Packing views of (I). (a) A projection down , showing the two-dimensional structure mediated by strong N-HN hydrogen bonds. (b) A view along , showing the two-dimensional structures side-on.
In a frustrated attempt to obtain zinc tetrathionate [the main final product happened to be Zn(BzimpyH2)(acetate) monohydrate], tiny amounts of pyramidal crystals of the title compound, (I), and bipyramidal crystals of the previously published polymorph, (II), were obtained.
An aqueous solution of zinc acetate dihydrate and potassium tetrathionate was allowed to diffuse slowly into a solution of BzimpyH2 in dimethylformamide (DMF), with all solutions equimolar (0.080 M). After the intial formation of a solid conglomerate, spontaneous dissolution occurred. When the process seemed to have finished, the diffusion system was disassembled and the resulting solution allowed to evaporate slowly. On standing (for about three weeks), three different phases were present in different amounts, viz. an overwhelming majority of the main product, Zn(BzimpyH2)(C2H3O2)2·H2O, and minor quantities of (I) and (II).
All H atoms were visible in a difference Fourier map. Those attached to C atoms were added at their expected positions (C-H = 0.93 Å) and allowed to ride. The single H atom of the BzimpyH- anion was found to be distributed unequally over the two potential sites at the N atoms of different imidazole units. Their locations were further idealized and their occupancies refined to final values of 0.59 (3) and 0.41 (3). In all cases, H-atom displacement parameters were assigned as Uiso(H) = 1.2Ueq(host). Similar to what was observed for polymorph (II), where H-atom disorder was present, the outermost part of the pyridine group presents elongated displacement ellipsoids normal to the plane of the ring, due either to genuine vibration or to an uncharacterized disorder.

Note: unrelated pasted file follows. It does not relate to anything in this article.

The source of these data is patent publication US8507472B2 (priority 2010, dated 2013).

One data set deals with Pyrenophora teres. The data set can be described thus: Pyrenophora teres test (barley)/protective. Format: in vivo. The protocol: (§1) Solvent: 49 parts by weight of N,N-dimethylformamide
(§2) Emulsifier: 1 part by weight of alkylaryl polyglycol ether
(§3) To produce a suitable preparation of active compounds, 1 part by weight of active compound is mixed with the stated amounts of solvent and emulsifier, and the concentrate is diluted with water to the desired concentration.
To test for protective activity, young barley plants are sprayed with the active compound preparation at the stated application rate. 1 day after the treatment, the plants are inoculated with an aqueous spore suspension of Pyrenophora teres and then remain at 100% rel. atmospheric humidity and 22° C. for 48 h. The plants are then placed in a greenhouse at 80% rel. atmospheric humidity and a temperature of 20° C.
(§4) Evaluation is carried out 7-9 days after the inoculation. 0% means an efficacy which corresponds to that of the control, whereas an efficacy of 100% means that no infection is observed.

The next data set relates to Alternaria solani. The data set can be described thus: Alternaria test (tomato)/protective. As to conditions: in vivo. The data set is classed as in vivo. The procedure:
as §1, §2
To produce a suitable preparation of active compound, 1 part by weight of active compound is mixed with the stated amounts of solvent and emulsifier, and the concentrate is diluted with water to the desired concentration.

Data collection: CrysAlis PRO (Oxford Diffraction, 2009); cell refinement: CrysAlis PRO; data reduction: CrysAlis PRO; program(s) used to solve structure: SHELXS97 (Sheldrick, 2008); program(s) used to refine structure: SHELXL97 (Sheldrick, 2008); molecular graphics: SHELXTL (Sheldrick, 2008); software used to prepare material for publication: SHELXL97 and PLATON (Spek, 2009).
Supplementary data for this paper are available from the IUCr electronic archives (Reference: FA3291 ). Services for accessing these data are described at the back of the journal.
The authors acknowledge ANPCyT (project No. PME 2006-01113) for the purchase of the Oxford Gemini CCD diffractometer, and the Spanish Research Council (CSIC) for the provision of a free-of-charge licence to the Cambridge Structural Database (Allen, 2002).